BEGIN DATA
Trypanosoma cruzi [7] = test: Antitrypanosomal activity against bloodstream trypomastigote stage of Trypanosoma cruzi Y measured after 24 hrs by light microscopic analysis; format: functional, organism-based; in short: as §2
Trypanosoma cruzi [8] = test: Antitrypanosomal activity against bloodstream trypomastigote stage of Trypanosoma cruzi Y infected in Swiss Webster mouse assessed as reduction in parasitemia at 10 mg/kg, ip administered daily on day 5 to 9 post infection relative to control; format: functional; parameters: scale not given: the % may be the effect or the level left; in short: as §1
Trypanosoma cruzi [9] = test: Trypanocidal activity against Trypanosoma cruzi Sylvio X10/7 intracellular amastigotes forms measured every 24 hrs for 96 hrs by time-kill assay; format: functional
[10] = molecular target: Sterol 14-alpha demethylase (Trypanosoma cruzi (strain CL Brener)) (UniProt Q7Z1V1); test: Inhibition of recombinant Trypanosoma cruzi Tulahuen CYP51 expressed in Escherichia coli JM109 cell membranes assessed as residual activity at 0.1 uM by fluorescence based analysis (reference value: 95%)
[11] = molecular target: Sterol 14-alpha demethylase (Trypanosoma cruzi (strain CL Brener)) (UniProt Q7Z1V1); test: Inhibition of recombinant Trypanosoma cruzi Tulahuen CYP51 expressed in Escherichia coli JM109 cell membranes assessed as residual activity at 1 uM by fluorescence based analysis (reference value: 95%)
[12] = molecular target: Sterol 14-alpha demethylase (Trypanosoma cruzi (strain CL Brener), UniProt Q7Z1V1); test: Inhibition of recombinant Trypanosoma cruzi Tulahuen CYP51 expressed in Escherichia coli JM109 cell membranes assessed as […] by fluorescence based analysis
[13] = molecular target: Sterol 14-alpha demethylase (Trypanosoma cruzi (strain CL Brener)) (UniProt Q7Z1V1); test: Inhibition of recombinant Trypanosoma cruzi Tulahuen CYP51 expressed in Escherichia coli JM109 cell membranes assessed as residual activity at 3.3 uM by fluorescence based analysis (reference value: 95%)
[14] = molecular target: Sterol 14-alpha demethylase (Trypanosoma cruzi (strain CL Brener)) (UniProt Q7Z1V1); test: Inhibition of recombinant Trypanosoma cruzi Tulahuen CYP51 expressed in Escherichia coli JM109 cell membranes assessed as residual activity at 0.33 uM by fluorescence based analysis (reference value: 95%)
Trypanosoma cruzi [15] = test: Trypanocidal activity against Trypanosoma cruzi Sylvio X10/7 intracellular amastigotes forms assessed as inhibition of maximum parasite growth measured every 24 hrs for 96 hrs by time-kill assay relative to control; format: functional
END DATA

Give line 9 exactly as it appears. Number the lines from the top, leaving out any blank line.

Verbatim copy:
Trypanosoma cruzi [15] = test: Trypanocidal activity against Trypanosoma cruzi Sylvio X10/7 intracellular amastigotes forms assessed as inhibition of maximum parasite growth measured every 24 hrs for 96 hrs by time-kill assay relative to control; format: functional